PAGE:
If you’ve been paying attention to any of my updates for the past several months, then you may have read my post from May 3rd “Want: Kid Friendly Hackerspace in LA” and you may have paid attention to what the response was. If you didn’t, here’s the scoop:

 

After I wrote that post, 25 people showed up at Crashspace to discuss our common desire to run kid friendly maker events in LA. If you aren’t familiar, here’s a definition of a makerspace:

 

Makerspaces (aka Hackerspaces) provide shared physical resources otherwise unaffordable or attainable by an individual or family. They provide a fluid workspace as well as the collaboration, inspiration and encouragement of others. We want to appeal to youth, families, school groups, stay-at-home-parents, home-schooled kids and individuals that are comfortable working around and with kids.

 

The maker movement, as it pertains to education, seeks to build the confidence, analytic skills, and creativity of those involved by establishing an environment centered on the creative act. This collaborative and project-based approach to learning runs counter to the current trend in education of defining academic success in terms of standardized tests, especially at the cost of hands-on programs such as shop, art, and laboratory science. By establishing a permanent physical location for Los Angeles Young Makers students, and their families, will have a place to learn about engineering, design, and research through both organized classes as well as open-ended projects.

 

 

Very soon after that first meeting, a group of us started running events including the LA Youth Hack Jam, Scratch Classes, Liquid Nitrogen Ice Cream Social and an Arduino Class taught by 11 year old Quin. You can read all about it on our website and a running list here.

 

During that time, I started bi-weekly planning meetings where anyone interested could come and help plan the opening of our own space. Our goal was to determine interest in the community for DIY events/classes/projects and then find a place before the end of the year to call our own with 24×7 access for late night project hacking and lots of fun equipment and tools to play with.

 

We certainly aren’t the first group to open a makerspace, but Los Angeles is a very large place (500 sq miles) and we had people from the westside and eastside attending events, so finding a central location that met our long list of requirements was incredibly hard. We did some research and identified DTLA as our best bet from an affordability standpoint but also  accessibility to a train stop and the work being done to reach the westside. You can read all of our requirements here.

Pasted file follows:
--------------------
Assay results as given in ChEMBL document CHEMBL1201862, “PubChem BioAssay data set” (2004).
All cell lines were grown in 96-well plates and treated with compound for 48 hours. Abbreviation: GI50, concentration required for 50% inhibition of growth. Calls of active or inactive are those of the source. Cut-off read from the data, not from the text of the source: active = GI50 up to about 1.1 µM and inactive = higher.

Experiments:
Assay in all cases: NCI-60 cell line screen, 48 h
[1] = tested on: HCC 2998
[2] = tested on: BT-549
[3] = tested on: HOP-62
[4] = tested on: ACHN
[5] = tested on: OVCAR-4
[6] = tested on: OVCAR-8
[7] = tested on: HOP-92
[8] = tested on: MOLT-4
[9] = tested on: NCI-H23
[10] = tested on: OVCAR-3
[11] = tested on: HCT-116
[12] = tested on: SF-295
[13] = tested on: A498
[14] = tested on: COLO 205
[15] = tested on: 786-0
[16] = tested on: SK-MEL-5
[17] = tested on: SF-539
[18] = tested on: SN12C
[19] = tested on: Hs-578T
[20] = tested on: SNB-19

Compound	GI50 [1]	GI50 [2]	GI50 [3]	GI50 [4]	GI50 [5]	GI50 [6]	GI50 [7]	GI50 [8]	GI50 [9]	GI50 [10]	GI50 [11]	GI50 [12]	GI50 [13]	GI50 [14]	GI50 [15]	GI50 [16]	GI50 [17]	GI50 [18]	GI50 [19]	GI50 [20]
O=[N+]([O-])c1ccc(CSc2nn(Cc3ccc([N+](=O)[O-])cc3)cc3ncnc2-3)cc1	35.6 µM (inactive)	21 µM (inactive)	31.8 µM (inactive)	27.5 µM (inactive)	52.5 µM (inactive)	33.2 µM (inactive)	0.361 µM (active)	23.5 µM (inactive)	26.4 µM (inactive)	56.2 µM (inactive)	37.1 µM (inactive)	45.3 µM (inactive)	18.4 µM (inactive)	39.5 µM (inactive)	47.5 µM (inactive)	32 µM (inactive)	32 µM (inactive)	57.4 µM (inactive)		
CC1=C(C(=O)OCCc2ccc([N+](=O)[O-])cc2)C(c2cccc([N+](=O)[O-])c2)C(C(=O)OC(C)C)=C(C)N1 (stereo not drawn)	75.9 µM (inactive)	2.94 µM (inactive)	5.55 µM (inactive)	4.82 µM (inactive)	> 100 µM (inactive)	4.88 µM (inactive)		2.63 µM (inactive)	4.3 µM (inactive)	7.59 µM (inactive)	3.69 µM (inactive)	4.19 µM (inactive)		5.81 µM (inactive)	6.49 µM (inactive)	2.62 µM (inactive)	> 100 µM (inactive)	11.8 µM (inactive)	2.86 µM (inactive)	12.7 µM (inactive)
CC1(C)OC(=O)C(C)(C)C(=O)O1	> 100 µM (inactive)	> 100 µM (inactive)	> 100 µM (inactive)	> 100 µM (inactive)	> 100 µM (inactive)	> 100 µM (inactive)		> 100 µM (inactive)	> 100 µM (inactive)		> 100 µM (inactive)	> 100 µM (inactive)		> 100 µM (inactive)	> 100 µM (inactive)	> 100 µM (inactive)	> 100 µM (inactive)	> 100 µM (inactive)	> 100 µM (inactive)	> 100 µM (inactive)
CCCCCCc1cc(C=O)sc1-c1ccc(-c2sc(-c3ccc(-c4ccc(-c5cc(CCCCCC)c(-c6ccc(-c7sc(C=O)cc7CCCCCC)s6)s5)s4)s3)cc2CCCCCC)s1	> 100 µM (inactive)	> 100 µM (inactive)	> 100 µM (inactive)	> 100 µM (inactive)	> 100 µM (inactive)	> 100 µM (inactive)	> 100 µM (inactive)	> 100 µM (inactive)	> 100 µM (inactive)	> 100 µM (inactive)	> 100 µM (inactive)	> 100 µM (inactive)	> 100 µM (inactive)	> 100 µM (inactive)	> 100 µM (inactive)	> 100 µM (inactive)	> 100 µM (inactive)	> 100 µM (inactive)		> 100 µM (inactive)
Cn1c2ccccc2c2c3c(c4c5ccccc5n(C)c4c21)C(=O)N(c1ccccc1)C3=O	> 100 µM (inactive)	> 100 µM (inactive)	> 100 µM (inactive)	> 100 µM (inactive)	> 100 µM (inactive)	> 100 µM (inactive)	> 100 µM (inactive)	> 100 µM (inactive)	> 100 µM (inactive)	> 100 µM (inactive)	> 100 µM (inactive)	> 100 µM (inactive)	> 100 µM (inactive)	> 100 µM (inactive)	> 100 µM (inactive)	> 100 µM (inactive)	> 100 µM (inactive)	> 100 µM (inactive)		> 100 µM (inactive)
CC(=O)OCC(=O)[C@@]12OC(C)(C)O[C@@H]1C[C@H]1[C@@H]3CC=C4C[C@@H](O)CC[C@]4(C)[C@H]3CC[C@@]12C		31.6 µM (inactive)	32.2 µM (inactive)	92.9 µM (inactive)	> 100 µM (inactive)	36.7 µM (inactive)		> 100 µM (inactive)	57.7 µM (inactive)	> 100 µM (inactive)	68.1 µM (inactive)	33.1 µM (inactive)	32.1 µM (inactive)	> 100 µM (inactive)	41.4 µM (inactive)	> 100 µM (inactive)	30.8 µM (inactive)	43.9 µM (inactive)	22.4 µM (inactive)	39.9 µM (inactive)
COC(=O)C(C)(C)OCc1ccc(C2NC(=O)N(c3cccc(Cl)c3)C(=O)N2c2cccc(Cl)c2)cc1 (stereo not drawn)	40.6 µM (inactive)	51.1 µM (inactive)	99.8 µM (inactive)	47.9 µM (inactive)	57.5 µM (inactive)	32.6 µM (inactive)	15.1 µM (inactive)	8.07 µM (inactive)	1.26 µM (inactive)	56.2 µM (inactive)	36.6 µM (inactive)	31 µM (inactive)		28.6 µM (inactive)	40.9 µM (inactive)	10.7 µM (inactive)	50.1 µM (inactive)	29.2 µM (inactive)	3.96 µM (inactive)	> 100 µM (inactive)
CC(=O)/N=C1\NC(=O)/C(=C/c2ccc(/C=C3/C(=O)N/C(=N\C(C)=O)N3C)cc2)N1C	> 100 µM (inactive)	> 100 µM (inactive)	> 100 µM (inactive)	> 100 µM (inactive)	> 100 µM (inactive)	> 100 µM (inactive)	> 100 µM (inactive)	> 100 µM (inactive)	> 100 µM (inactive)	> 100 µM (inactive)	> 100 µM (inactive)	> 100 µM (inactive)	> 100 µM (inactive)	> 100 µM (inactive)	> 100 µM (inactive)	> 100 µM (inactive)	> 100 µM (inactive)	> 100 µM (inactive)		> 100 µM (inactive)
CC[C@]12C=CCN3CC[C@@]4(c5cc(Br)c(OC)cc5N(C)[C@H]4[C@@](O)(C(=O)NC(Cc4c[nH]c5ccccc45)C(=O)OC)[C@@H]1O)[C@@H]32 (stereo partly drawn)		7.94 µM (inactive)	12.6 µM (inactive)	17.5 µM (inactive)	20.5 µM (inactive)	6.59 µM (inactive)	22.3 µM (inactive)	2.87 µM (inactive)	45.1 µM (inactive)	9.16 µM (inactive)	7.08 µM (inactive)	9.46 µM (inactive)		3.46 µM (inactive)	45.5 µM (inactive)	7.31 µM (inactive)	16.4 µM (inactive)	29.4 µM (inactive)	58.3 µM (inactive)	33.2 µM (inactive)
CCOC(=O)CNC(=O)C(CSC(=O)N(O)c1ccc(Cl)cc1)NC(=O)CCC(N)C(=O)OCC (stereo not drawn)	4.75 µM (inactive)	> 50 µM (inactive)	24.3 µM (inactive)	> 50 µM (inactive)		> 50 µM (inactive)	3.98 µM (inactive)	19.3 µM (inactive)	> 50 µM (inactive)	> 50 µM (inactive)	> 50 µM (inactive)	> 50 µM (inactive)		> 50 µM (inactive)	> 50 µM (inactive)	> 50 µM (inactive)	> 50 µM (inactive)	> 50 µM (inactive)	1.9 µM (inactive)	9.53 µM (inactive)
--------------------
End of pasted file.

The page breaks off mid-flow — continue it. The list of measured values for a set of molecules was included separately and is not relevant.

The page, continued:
After hosting planning meetups every 2 weeks, the committed became apparent and a core group of enthusiasts formed. We met at several places around DTLA including Urth in the Arts District, Americano and NationBuilder near Pershing Square. The participants included Software Engineers, Hardware Engineers, Scientists, Teachers, Filmmakers, Roboticists, Rocket Scientists, Librarians, Small Business Owners, Parents! The diverse backgrounds made for interesting conversations and the kind of members that we wanted to exist in the space…an eclectic mix of experiences, skills and interests.

 

 

After months of meetings and a couple of failed possibilities, one day I got a call from Sharon Ann Lee of Culture Brain asking if I could meet at LA Mart. Levi, Sean, Sharon and myself met with Ava, the Business Dev. Director at LA Mart and got a tour of the 11th floor. If you aren’t familiar with LA Mart, picture multiple floors of Furniture and Gift Showrooms. Ava explained that the entire 11th floor is being dedicated to a community of creatives curated with artists, filmmakers, tech entrepreneurs and everything in-between.

 

We checked out all the available spaces and found one that was 2100 sq ft and perfect. There’s an area for childcare, windows to bring in natural light, freight elevators to move in large equipment, and the bonus is a Fab Lab right next door. So anything we can’t offer, members can walk a few feet and get what they need. It met almost every single one of our requirements except the outdoor space, but we are discussing plans for the roof.

 

It was a no-brainer decision, we knew that it was the right spot to setup LA Makerspace.

 

I am super SUPER excited to let you know that we will be opening up LA Makerspace in the New Year!

 

Between now and January we’ll host some events including the Halloween Open House on Oct. 28th to let people see the space and learn more about what we are doing. We need to build the space out and we need to raise some funds to pay for equipment, tools, insurance, etc. until we can become self-sustaining through memberships and events.We’ll raise some funds through Corporate Sponsorships and a KickStarter campaign. Anyone can donate money on our website now or equipment and tools can be dropped off. Pretty soon we’ll be pre-selling memberships. We were very fortunate to meet Sabrina at home&community who agreed to be LA Makerspace’s fiscal sponsor so that we can apply for grants and take in donations. We’re in the process of doing the paperwork for our own 501(c)3.

 

Our Mission

 

To provide an all ages 24×7 community workspace with a workshop, research areas, babysitting area, gallery to showcase projects and outdoor space. The space is to be used for developing and prototyping ideas, projects, events, classes, and tech group meetups.